How did/do you overcome/work with the fear that comes with leaping? How do you decide to choose courage?
I think it would be easy to live in perpetual fear of taking the next leap. Especially when you feel like believing in yourself becomes more difficult the bigger the leap. Sitting with fear is incredibly scary but it gets easier over time by acknowledging the fear that exists in any one situation but not giving it the power to grow. A great deal is about understanding and reassuring myself it is only natural for someone in this position to be fearful.
Perhaps the most fear comes once you have leaped and you realise that your mind has been stretched so significantly by this new experience, that you have grown so much that your world is different, you are different, you think differently. Your desires and needs change. You have a thirst and hunger to immerse yourself deeper, take greater risks and push yourself creatively. I believe that life is about challenging, nurturing and growing ourselves. To live life fully with purpose and intensity, whatever that looks like. I choose courage every day because I want to look back in 10 years time and say, ‘I am so proud of you.’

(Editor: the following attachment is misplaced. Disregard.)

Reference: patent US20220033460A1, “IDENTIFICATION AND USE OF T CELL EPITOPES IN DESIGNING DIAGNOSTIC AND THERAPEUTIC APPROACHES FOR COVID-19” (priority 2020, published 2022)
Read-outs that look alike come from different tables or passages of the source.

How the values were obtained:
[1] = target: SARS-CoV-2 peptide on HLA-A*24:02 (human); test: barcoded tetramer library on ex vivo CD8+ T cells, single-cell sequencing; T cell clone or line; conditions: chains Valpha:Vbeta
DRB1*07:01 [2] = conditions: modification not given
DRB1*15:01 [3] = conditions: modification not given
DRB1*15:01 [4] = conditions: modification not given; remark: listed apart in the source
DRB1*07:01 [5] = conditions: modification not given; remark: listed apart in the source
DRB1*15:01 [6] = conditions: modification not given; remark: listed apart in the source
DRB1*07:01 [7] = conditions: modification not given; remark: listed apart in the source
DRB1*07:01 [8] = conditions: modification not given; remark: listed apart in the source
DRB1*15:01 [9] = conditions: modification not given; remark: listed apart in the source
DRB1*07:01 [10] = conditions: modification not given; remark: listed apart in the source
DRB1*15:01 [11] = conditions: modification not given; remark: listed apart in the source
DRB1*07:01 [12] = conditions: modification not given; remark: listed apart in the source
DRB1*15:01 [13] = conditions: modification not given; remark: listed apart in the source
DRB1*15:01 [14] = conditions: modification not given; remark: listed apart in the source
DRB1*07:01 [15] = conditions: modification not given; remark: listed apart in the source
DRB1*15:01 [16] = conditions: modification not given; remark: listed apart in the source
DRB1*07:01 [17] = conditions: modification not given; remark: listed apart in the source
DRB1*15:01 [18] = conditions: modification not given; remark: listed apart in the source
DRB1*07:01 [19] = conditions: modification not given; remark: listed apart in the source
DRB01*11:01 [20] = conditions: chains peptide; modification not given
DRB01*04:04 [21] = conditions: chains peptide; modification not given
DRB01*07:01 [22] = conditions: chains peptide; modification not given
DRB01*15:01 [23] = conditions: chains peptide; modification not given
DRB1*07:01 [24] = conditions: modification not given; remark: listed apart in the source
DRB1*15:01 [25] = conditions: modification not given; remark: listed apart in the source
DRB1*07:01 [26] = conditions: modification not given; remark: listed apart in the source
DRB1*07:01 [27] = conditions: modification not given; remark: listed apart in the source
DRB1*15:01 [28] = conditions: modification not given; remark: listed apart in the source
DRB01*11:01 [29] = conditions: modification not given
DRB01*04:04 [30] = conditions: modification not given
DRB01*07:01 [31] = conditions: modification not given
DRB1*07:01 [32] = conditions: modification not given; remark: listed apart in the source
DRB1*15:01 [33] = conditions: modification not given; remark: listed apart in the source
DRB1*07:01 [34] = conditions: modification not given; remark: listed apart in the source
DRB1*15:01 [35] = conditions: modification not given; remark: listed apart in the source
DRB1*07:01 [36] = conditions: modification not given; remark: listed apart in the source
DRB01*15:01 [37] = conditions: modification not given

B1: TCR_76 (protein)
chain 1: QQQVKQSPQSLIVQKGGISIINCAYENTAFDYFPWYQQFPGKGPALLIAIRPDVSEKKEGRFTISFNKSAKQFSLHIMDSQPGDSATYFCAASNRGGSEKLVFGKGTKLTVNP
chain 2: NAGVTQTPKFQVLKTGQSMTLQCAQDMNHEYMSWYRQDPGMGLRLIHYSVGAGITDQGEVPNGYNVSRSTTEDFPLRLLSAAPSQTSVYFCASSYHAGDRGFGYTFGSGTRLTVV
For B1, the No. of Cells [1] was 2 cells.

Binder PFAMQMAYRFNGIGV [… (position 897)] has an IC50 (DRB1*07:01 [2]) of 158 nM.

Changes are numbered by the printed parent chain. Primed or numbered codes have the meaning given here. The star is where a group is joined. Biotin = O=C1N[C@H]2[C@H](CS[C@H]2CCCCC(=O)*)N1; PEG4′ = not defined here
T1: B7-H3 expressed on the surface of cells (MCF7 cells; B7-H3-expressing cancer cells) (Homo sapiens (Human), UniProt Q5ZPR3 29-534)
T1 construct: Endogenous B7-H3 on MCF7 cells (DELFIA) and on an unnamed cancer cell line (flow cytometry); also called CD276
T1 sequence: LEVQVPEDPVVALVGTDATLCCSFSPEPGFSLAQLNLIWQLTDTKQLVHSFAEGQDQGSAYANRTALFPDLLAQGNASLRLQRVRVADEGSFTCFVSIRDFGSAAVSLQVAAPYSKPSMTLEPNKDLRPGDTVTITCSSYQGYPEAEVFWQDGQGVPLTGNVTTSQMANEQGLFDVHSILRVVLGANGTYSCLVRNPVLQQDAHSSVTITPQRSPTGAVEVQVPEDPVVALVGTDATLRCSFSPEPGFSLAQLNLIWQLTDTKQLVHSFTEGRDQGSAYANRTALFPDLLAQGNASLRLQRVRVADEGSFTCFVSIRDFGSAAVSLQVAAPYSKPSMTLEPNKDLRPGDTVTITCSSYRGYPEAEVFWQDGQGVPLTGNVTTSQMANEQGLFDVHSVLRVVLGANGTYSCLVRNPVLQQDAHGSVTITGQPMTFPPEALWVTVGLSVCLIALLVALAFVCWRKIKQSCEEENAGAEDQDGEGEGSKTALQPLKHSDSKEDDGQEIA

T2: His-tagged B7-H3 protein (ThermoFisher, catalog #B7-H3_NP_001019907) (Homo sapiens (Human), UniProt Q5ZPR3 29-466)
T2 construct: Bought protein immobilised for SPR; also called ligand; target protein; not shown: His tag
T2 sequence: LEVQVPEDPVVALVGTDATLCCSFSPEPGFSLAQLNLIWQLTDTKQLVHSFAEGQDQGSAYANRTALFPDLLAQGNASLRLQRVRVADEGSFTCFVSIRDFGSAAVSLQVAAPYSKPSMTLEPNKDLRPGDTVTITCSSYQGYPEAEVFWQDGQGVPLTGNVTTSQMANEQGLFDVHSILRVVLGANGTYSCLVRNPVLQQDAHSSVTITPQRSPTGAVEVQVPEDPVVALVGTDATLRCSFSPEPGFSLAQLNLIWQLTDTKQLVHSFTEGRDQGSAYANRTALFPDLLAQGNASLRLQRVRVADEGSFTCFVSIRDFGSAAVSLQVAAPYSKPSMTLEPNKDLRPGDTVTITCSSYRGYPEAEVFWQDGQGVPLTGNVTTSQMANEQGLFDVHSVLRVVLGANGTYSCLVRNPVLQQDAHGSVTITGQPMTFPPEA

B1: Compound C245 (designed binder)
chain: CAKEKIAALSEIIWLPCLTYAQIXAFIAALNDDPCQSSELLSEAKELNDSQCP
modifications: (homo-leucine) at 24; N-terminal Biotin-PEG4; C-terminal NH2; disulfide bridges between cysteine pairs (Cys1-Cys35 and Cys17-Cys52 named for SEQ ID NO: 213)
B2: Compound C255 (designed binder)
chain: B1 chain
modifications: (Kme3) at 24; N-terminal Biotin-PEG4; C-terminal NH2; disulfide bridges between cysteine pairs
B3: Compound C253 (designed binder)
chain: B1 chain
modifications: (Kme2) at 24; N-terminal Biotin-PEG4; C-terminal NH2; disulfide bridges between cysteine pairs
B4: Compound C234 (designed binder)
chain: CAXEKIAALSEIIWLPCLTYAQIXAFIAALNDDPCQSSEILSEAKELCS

Making soulful connections with other creatives following my leap has been invaluable in providing a platform for self-discovery, nurturing and guidance especially during times when I feel completely over stretched, over engaged and overwhelmed. But I think most of all my leap resounds so deeply with who I am and who I want to be for myself and my loved ones that I couldn’t imagine doing anything else.
How did you fund your leap?
Because I was on maternity leave at the time I had little income. Fortunately I had access to basic office supplies from my husband’s business which relieved the pressure financially for initial startup costs. In addition, starting out as a sole trader and working from home meant I was also able to keep my costs to a minimum. My outgoings still outweighed my earnings but we were able to stay afloat somehow until I started to contribute again.